This laboratory exercise covers the following animals. You should learn this classification scheme and be able to classify the animals into these categories.
- Phylum: Mollusca (Mollusks)
- Class: Polyplacophora (Chitons)
- Class: Gastropoda (snails)
- Class: Bivalvia (Clams)
- Class: Cephalopoda (Nautilus, Squid, Octopus)
All mollusks have a visceral mass, a mantle, and a foot. The visceral mass contains the digestive, excretory, and reproductive organs. The mantle is a covering. It may secrete a shell. The foot is muscular and is used for locomotion, attachment, and/or food capture.
The mantle and foot can be seen in the figure 1. The visceral mass is underneath the gill.
There may be a radula, a structure that resembles a tongue but contains hard plates and is often used for scraping food. The coelom is reduced and limited to the region near the heart.
Most mollusks have an open circulatory system but cephalopods (squids, octopus) have a closed circulatory system. The blood pigment of mollusks is hemocyanin, not hemoglobin. The heart of a clam can be seen in the photograph below. Bivalves have three pairs of ganglia but do not have a brain.
Most mollusks have separate sexes but most snails (gastropods) are hermaphrodites. Some marine mollusks have a ciliated larval form called a trochophore.
Chitons (Class: Polyplacophora)
Chitons have a dorsal shell composed of 8 plates. A ventral foot is used for locomotion and for attachment to rocks. It pulls itself close to rocks for protection. Observe the chiton on display.
Gastropods have an elongated, flattened foot and usually a head and shell although nudibranchs (sea slugs) and terrestrial slugs lack a shell.
Most are marine but there are also numerous freshwater and terrestrial species. Herbivorous gastropods use a radula to scrape food from surfaces. Carnivores may use a radula to bore a hole through surfaces such as bivalve (clam) shells. Some gastropods such as the slug (below) do not have a shell.
The larvae undergo torsion during development. It is a twisting that positions the visceral mass so that the anus is above the head. It is due to one side of the visceral mass growing faster than the other. The advantage (or function) of torsion is uncertain but it may be to balance the animal or it may be to allow the head to be withdrawn into the shell first when predators approach.
Observe the snails and slugs on display.
Gas Exchange (Respiration)
Some gastropod species are terrestrial and have lungs for gas exchange, others are aquatic and use gills.
The space near the entrance to the shell that is bound by the mantle is the mantle cavity. Aquatic gastropods have gills located in the mantle cavity. The mantle of terrestrial gastropods functions as a lung.
Bivalves—Clams and relatives (Class: Bivalvia)
Bivalves have two shells (valves) held closed by powerful muscles. The shell is produced by the underlying mantle; it grows along the outer margins. They use their foot for burrowing. Mussels use their foot for the production of threads for attachment.
The gills are large because they are used for filter-feeding as well as respiration. Food is trapped by mucus on the gills and moved by cilia. Water enters and exits through siphons.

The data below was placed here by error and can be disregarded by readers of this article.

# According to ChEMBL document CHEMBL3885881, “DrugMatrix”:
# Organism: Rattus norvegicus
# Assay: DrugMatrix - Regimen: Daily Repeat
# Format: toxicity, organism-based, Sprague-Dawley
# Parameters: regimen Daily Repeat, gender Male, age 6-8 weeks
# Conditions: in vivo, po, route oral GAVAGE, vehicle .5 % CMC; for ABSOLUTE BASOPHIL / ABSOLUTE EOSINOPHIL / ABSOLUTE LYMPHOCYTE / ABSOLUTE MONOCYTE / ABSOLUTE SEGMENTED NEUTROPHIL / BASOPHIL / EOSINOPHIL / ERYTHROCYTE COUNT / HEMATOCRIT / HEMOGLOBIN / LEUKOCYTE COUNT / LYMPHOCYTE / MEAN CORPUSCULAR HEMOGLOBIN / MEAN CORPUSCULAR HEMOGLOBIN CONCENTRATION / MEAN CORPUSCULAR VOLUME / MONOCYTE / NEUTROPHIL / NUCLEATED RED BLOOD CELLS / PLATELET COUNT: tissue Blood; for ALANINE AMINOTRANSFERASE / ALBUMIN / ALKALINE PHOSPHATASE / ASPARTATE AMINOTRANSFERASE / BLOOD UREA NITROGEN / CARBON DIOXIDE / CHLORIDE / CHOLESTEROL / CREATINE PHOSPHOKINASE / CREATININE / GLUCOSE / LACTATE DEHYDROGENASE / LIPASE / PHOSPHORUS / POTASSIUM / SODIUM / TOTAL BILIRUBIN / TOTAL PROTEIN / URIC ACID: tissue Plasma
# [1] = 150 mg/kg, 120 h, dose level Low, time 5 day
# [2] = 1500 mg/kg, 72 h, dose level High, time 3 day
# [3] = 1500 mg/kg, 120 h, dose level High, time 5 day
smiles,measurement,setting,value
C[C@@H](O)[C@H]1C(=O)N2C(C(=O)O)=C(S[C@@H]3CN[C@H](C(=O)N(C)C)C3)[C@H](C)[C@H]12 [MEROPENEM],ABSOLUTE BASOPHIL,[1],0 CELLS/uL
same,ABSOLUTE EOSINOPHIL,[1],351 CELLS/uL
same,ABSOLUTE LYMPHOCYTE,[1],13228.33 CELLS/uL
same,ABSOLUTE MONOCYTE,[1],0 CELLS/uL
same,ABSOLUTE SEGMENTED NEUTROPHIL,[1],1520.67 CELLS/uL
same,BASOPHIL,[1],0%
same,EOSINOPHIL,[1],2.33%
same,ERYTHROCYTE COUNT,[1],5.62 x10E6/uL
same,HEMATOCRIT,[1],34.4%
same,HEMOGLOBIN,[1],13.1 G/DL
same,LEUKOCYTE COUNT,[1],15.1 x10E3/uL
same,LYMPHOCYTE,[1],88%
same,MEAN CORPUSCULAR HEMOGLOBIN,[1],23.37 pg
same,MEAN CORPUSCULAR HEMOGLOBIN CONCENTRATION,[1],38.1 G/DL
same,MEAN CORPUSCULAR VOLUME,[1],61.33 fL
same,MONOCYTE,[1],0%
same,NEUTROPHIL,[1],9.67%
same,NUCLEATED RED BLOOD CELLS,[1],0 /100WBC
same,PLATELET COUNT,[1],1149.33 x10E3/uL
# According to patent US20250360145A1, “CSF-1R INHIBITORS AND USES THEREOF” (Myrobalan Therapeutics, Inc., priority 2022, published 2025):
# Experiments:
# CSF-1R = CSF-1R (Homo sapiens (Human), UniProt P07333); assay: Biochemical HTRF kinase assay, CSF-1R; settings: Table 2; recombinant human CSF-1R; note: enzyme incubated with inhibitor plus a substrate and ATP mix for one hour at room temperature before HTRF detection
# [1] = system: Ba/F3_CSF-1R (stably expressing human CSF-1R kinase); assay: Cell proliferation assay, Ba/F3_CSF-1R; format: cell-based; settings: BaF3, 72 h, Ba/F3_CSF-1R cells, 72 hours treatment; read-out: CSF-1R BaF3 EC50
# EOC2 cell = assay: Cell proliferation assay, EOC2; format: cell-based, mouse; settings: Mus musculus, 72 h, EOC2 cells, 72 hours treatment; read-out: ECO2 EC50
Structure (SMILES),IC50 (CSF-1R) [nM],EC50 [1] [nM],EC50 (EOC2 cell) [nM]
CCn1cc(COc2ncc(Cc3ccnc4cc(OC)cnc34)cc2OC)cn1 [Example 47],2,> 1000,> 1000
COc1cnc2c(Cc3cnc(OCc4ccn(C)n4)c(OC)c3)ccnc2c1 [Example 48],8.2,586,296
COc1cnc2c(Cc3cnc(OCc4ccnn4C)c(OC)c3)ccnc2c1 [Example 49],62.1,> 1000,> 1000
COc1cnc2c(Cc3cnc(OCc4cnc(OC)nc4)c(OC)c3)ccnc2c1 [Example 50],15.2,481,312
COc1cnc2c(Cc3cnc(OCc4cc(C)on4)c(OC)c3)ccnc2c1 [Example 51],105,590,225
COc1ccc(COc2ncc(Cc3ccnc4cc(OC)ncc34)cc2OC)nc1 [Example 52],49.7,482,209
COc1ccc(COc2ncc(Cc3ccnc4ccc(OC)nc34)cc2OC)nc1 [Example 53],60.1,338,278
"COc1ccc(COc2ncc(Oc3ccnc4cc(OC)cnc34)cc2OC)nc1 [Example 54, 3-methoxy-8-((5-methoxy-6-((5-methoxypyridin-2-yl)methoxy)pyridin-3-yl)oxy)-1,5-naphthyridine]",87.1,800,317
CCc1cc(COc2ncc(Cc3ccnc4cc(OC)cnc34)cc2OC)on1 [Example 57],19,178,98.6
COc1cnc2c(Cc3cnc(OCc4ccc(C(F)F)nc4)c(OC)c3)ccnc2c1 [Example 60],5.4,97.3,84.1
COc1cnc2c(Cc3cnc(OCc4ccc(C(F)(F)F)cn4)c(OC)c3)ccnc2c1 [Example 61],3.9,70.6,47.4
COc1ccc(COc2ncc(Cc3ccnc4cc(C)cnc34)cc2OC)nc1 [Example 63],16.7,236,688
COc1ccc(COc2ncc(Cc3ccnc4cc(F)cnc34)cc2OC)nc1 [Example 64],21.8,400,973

Obtain a preserved clam for dissection and place it on a dissecting tray. Remove one of the valves (shells) by inserting a scalpel and cutting the adductor muscles on each side of the hinge. See the diagram below for the location of the adductor muscles.
The mantle is a membrane that surrounds the internal structures and is characteristic of all mollusks. The portion of the mantle from the exposed surface may have remained attached to the valve that was removed or it may be covering the internal structures. Find the mantle and if necessary, remove it to expose the internal structures of the clam.
Identify the foot, visceral mass, gills, and labial palps. The gills are large because they are used for filter-feeding as well as respiration. Food is trapped by mucus on the gills and moved by cilia to the mouth. Cilia on the labial palps also direct food and mucus to the mouth.
The heart can be found in the area dorsal to and slightly posterior to the visceral mass. The coelom of bivalves is reduced and limited to the area surrounding the heart. Because the coelom is reduced, it is difficult to see the digestive organs. Cut through the visceral mass and identify the intestine.
In the photograph below, the foot and visceral mass have been lifted so that the mouth can be seen. Notice the labial palps on either side of the mouth.
Squid, Octopus, Nautilus, and Relatives (Class: Cephalopoda)
Cephalopods are predators and live in a marine environment. A closed circulatory system allows them to move rapidly in pursuit of prey. They move by jet propulsion; water in the mantle cavity is squirted rapidly through a siphon. The foot has evolved into tentacles around head. Cephalopods have a powerful beak-like structure to tear apart prey. The sense organs of cephalopods are well developed.
Mollusks are the simplest animals with eyes. Some mollusks have lenses and therefore are capable of forming clear images. The camera-type eyes of some cephalopods (squid, octopus) are capable of focusing and forming clear images. Cephalopods are fast-moving predators and well-developed camera-type eyes help them catch prey.
Well-developed brains (especially in octopuses) give them a high learning capacity. Cephalopods can hide from enemies by releasing a dark colored fluid from ink sacs.
The shell of a nautilus encloses the animal. A squid’s shell is small and internal. Octopuses do not have shells. Examine representative cephalopods on display.